January 18, 2021
Your Guide to Lighting for YouTube Videos

Your Guide to Lighting for YouTube Videos

Lighting for YouTube videos is a critical part of creating impressive shots. It can make or mar your content.

This guide will give you the basics of adequate lighting to get you up and running in no time, whether you are new to creating YouTube videos or not.

Let’s get started!

YouTube Lighting

Types of Lighting for YouTube Videos

Key Light

As you probably may have guessed, your key light is the most important of all your lighting setup when shooting your video. It can come from a natural or artificial source.

We’ll get into that in a bit, but the vital thing about your key light is that it has to be soft. This gives you a beautiful and slow fall off between your brightest and darkest areas.

On the other hand, a hard light creates distinct shadows that might ruin your shot, especially if you’re shooting at an angle. You don’t want to shoot the human face and have hard shadows around the nose or highlighting wrinkles.

Let’s take a look at the sources of your key light.

Natural Light

Rays of light from your window are one of the biggest natural gifts you can ever get as a YouTuber, especially if you’re new to creating videos or vlogging.

A natural light source is soft and doesn’t cost a dime to setup. All you need is a wide window to let in the light, and you’re good to go. While natural light is the most beautiful lighting for YouTube videos, it does have a few drawbacks.

First, it is random. You do not have full control over it, so shooting for a long time might result in variations in the exposure and color of the light.

If it rains on the day that you plan to shoot your video, or if there is a cloud in the sky, you will have to wait until the day gets brighter.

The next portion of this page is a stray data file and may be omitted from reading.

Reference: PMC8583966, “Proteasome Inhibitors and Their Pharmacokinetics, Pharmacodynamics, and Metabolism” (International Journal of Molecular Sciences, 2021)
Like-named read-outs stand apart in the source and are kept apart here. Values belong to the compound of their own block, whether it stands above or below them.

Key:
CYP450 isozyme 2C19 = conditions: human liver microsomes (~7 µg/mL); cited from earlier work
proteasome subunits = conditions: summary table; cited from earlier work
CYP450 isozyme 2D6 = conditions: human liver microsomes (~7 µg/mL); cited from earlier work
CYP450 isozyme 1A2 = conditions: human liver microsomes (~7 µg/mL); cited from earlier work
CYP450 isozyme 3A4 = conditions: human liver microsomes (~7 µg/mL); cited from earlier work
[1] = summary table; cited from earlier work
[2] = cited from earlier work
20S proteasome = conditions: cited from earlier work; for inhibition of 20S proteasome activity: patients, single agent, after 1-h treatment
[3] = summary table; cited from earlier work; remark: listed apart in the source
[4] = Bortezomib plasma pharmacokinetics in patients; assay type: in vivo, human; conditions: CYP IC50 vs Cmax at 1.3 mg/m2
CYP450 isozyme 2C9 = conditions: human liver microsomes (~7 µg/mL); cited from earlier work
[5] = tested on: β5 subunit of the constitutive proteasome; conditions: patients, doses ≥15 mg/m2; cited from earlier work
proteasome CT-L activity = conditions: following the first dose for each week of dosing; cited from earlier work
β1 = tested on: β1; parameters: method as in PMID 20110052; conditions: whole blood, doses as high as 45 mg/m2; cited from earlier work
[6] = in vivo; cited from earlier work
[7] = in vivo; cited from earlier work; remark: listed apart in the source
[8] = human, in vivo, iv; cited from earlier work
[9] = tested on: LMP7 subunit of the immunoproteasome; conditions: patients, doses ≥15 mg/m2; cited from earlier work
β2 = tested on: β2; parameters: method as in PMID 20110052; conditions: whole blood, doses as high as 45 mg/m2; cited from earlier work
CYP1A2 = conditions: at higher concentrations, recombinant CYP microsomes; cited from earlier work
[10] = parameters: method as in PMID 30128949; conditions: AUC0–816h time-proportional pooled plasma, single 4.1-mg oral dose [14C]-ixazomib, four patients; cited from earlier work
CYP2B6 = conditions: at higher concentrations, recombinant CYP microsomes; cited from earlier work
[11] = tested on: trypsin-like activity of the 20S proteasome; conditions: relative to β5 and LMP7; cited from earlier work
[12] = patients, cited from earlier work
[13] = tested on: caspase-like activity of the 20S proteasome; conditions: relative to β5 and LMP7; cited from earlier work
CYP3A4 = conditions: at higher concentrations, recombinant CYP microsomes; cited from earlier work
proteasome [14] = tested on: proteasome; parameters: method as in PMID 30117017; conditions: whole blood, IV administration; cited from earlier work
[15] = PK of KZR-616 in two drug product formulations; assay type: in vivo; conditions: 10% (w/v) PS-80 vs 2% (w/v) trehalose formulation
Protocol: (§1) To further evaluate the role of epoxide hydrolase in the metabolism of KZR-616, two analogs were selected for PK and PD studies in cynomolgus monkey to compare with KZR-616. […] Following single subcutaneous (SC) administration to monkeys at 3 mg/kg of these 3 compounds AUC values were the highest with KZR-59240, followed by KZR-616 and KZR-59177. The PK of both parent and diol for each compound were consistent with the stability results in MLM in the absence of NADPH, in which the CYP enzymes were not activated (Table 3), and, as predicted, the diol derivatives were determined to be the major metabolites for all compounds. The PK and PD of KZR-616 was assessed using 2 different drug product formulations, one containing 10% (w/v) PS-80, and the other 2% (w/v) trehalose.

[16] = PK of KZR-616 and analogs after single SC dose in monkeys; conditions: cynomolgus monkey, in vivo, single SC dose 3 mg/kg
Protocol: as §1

If  your recording time is limited to only during the day, you might also have to move your furniture around to find the angle where the light is coming from.

Artificial Light

You can try to reproduce the soft and beautiful effects of natural light using artificial light sources. Typically, this involves the use of a light stand, a bulb, and a light modifier.

Artificial light sources give you more control, letting you record just about any time of day. You can always take note of the settings and replicate them at any time to have the same exposure every time, even if you’re not shooting your video in one session.

Best Artificial Key Light Source

Not every bulb will do when it comes to appropriate lighting for YouTube videos. Even if you buy the most expensive types of light, you still need the basic know-how to set them up for the best-looking videos.

The go-to artificial key light for many YouTubers is an LED light. This is typically used with a diffuser to achieve soft and beautiful lighting with natural-looking shadows.

An excellent example of an LED light is the Aputure 120D. Many YouTubers prefer this key light source together with a dome diffuse softbox for interviews, headshots, and portraits because the combo achieves proper lighting for the best videos.